Cheaper trading in stocks is usually something to be celebrated. Tumbling transaction costs over the past decade have benefited the investing public as well as professionals.
Still, there may be a dark side to this otherwise beneficial trend. As we reported last month, studies show that the market for smaller IPOs has shrunk in recent years. A persuasive case can be made that ever greater market efficiency is responsible.
The basic argument is that thrifty trading has harmed the old-fashioned brokers, who traditionally helped draw investor attention to smaller businesses through their research and sales teams. For advocates of this line, the rot started to set in with the development of electronic trading in the late 1990s. This started to bring down the cost of transactions by making trading more efficient. In 2001 brokers suffered another blow: decimalization in the United States. Instead of fractions of dollars, stock prices began to be denominated in pennies.
This double blow to profit margins — which former Nasdaq executive David Weild estimates fell by about 96 percent — radically reduced the incentive to deal in the stock of smaller firms. Without the profits to fund it, research into emerging firms also declined sharply. This made it harder for investors to understand startup firms. Instead, it made more commercial sense for brokers to focus on mega-capitalization stocks, where huge trading volumes would compensate for meager spreads.
“This is the stock market commission paradox,” says Weild. “On the one hand consumers don’t get ripped off when they trade in shares. On the other hand, smaller firms don’t get the attention they need from investors. This means fewer jobs and a less innovative economy.”
The move towards low-cost, frictionless trading has shifted the balance towards investment strategies “meant to capitalize on short term changes in the price of highly liquid, very large-cap stocks,” the Treasury task force concluded in its October 2011 report. High frequency trading now makes up 75 percent of the volume on U.S. exchanges, compared to 20 percent in 2004. Emerging growth firms, which typically have very low levels of liquidity, lose out in this environment.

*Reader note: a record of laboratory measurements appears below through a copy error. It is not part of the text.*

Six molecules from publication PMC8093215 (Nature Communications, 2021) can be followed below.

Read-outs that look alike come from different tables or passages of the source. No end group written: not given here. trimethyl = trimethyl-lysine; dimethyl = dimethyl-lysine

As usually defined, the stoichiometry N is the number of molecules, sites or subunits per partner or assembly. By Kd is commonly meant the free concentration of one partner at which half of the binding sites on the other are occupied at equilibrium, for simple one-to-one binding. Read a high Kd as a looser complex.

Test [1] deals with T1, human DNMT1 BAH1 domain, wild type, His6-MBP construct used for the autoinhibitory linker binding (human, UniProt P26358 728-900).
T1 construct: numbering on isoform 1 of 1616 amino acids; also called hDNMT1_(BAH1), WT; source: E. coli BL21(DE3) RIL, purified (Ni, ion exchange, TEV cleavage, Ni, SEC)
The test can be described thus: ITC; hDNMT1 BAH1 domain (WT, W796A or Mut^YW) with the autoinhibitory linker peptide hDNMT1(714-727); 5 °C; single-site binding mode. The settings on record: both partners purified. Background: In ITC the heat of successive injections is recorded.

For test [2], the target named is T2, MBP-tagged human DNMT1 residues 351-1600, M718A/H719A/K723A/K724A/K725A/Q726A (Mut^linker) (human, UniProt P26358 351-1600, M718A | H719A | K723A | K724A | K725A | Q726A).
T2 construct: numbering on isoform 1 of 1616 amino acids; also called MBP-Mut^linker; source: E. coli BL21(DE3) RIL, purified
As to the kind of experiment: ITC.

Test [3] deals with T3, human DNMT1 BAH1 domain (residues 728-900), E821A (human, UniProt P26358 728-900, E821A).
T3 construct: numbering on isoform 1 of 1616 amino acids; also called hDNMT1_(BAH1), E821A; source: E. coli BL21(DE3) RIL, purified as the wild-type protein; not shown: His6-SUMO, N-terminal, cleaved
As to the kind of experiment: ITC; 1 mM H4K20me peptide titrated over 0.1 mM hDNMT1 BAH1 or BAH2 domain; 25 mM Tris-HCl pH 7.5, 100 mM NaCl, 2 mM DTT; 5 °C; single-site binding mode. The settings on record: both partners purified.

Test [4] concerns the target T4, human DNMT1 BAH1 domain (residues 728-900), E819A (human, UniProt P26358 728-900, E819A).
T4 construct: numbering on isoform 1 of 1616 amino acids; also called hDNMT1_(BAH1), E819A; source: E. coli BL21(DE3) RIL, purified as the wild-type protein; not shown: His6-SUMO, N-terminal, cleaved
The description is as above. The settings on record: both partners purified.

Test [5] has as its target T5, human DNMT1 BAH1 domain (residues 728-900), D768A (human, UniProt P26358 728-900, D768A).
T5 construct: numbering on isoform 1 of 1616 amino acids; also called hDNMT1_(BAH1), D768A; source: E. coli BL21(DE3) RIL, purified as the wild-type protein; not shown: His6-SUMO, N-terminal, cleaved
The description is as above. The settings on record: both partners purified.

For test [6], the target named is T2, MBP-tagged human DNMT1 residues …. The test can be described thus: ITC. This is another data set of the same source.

Chronologically, this theory makes sense. Though the 2002 Sarbanes-Oxley Act is the more conventional scapegoat, the sharp fall in micro-cap IPOs actually started in the late 1990s.
Still, other well-intentioned reforms may have also hurt micro-cap offerings. Some commentators, including Harvard business professor William Sahlman, believe that efforts to reduce conflicts of interest at investment banks also reduced the incentive to cover small firms. The Global Analyst Settlement of 2003 — an accord between regulators and top securities firms — was designed to solve the common problem of bankers hyping the shares of firms that were paying them for advice on IPOs and other deals. The settlement aimed to sever this link by prohibiting compensation of research through investment banking revenue. “This ended up cutting off another potential source of funding for good research on smaller firms,” says Professor Sahlman. “It was also unnecessary since banks already had an incentive not to promote investment decisions that cost their clients money.” The solution, Sahlman argues, is to water down the 2003 settlement.